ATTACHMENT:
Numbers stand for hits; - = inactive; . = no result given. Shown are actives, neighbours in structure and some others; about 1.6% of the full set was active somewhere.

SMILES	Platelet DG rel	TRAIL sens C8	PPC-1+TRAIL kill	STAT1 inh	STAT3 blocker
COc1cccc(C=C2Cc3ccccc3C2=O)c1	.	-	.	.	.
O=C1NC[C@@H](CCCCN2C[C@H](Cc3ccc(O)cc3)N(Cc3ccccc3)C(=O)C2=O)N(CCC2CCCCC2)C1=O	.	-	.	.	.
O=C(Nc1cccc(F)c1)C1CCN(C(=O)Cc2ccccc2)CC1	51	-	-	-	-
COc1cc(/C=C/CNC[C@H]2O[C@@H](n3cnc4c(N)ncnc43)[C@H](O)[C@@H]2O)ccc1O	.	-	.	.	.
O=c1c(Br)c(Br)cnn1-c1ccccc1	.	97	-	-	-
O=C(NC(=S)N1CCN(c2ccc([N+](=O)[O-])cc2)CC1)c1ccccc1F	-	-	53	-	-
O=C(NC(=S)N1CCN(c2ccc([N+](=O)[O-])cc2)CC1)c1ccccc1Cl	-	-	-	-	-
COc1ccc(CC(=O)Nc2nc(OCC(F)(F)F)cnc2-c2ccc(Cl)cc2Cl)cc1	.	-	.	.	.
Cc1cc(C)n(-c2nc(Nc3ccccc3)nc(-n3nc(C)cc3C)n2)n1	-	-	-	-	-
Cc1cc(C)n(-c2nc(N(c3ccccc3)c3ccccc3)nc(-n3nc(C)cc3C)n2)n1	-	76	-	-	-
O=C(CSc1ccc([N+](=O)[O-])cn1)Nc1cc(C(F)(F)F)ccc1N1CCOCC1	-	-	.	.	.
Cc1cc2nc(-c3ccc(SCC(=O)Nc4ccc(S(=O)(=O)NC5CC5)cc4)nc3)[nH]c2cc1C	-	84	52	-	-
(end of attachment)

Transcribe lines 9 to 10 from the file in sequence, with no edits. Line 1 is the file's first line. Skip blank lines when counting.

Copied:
O=C(NC(=S)N1CCN(c2ccc([N+](=O)[O-])cc2)CC1)c1ccccc1Cl	-	-	-	-	-
COc1ccc(CC(=O)Nc2nc(OCC(F)(F)F)cnc2-c2ccc(Cl)cc2Cl)cc1	.	-	.	.	.